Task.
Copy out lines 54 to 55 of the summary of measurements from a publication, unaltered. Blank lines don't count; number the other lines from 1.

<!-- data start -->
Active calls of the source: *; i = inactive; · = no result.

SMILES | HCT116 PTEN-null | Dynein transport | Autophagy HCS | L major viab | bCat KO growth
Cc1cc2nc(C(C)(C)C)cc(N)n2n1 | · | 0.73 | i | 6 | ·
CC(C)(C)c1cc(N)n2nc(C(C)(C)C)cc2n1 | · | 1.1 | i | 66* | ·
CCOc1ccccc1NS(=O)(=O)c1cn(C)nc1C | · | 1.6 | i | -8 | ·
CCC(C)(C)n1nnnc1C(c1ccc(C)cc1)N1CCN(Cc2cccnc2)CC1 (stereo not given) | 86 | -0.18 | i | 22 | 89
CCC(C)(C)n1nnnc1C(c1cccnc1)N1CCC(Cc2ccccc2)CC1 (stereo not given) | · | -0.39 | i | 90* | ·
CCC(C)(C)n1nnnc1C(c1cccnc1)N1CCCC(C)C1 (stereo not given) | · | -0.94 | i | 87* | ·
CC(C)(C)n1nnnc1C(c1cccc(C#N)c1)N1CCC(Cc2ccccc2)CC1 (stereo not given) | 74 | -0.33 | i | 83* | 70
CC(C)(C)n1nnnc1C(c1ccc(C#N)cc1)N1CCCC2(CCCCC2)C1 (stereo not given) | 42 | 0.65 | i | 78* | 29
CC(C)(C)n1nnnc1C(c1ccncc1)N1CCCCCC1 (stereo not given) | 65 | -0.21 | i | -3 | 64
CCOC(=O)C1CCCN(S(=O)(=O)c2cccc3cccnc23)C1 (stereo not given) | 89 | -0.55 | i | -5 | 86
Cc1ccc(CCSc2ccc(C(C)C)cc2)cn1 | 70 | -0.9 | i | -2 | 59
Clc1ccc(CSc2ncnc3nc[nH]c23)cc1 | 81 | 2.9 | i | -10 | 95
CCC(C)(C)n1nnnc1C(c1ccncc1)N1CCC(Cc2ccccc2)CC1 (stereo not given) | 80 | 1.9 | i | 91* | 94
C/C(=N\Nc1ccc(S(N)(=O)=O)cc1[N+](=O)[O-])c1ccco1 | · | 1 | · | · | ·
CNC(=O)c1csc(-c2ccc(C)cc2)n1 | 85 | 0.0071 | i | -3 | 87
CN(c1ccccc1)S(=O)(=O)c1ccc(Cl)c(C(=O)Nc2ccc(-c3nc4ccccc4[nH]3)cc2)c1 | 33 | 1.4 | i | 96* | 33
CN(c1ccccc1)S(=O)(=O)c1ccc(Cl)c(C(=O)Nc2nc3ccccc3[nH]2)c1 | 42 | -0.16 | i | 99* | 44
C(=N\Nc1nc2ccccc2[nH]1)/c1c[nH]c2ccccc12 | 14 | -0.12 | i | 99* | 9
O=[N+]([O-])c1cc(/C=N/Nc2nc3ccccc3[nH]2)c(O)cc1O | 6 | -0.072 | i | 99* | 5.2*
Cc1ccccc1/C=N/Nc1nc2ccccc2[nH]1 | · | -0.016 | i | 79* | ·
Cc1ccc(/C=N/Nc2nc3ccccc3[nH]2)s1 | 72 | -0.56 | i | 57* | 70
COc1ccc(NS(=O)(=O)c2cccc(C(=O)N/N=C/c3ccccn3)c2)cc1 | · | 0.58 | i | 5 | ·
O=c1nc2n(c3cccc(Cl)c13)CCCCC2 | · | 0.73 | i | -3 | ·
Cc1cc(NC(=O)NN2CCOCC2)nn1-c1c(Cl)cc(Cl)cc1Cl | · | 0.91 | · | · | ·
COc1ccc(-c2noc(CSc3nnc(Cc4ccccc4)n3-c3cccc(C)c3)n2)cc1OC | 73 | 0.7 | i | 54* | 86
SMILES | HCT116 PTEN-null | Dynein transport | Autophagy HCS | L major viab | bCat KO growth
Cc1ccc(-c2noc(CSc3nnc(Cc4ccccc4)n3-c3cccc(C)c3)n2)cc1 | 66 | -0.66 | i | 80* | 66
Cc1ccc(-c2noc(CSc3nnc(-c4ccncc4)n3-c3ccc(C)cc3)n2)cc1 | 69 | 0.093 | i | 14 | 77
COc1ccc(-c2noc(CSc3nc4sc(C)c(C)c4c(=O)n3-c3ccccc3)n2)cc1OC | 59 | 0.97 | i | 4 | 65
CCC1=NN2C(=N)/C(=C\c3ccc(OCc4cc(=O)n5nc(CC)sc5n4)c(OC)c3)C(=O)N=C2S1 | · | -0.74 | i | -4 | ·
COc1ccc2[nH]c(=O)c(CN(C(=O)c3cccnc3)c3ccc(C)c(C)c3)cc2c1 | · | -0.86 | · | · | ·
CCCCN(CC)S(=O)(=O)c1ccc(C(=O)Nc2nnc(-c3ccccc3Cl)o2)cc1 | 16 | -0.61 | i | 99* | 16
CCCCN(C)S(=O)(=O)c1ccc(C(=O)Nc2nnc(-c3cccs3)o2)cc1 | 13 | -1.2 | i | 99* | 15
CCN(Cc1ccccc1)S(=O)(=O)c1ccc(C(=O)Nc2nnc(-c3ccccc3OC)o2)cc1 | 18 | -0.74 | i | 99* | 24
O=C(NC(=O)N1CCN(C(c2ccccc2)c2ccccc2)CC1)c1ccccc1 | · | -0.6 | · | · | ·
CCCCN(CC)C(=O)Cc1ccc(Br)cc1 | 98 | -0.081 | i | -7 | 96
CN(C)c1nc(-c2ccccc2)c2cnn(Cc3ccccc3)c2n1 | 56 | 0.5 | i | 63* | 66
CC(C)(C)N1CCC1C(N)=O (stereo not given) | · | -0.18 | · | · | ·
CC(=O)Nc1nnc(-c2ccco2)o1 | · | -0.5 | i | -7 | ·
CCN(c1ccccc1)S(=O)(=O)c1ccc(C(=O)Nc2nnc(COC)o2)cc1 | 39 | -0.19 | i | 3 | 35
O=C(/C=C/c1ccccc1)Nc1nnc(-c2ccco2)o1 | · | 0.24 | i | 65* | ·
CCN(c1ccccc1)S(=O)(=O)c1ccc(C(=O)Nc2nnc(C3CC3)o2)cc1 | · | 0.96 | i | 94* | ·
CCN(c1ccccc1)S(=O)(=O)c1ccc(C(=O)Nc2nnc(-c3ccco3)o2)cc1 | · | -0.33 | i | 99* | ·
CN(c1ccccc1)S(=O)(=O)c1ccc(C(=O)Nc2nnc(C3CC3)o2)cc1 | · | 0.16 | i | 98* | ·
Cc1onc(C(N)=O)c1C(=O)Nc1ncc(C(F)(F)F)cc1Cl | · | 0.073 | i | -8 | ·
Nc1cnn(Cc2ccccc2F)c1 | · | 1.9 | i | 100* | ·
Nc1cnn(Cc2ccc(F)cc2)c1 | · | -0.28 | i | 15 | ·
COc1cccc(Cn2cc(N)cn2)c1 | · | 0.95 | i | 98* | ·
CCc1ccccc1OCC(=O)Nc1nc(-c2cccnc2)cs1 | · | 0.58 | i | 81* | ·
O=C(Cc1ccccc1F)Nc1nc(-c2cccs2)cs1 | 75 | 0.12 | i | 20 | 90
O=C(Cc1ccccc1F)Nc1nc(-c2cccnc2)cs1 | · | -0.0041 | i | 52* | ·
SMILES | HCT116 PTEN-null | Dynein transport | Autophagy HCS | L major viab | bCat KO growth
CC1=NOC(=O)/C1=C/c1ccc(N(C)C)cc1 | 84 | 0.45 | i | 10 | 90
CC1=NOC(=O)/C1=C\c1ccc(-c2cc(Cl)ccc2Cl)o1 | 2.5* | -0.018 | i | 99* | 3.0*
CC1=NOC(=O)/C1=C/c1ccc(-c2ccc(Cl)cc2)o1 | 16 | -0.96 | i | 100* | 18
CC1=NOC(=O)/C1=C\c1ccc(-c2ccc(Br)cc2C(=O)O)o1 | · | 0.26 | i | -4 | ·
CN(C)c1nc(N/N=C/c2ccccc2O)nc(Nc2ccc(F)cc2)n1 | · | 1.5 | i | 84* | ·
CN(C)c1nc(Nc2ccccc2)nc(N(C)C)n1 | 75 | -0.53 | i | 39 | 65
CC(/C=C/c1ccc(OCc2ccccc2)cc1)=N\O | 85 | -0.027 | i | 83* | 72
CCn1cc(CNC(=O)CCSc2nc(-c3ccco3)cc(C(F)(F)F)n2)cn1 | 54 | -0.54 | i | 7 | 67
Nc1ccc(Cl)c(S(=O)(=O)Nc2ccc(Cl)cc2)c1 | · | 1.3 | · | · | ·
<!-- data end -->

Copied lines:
SMILES | HCT116 PTEN-null | Dynein transport | Autophagy HCS | L major viab | bCat KO growth
CC1=NOC(=O)/C1=C/c1ccc(N(C)C)cc1 | 84 | 0.45 | i | 10 | 90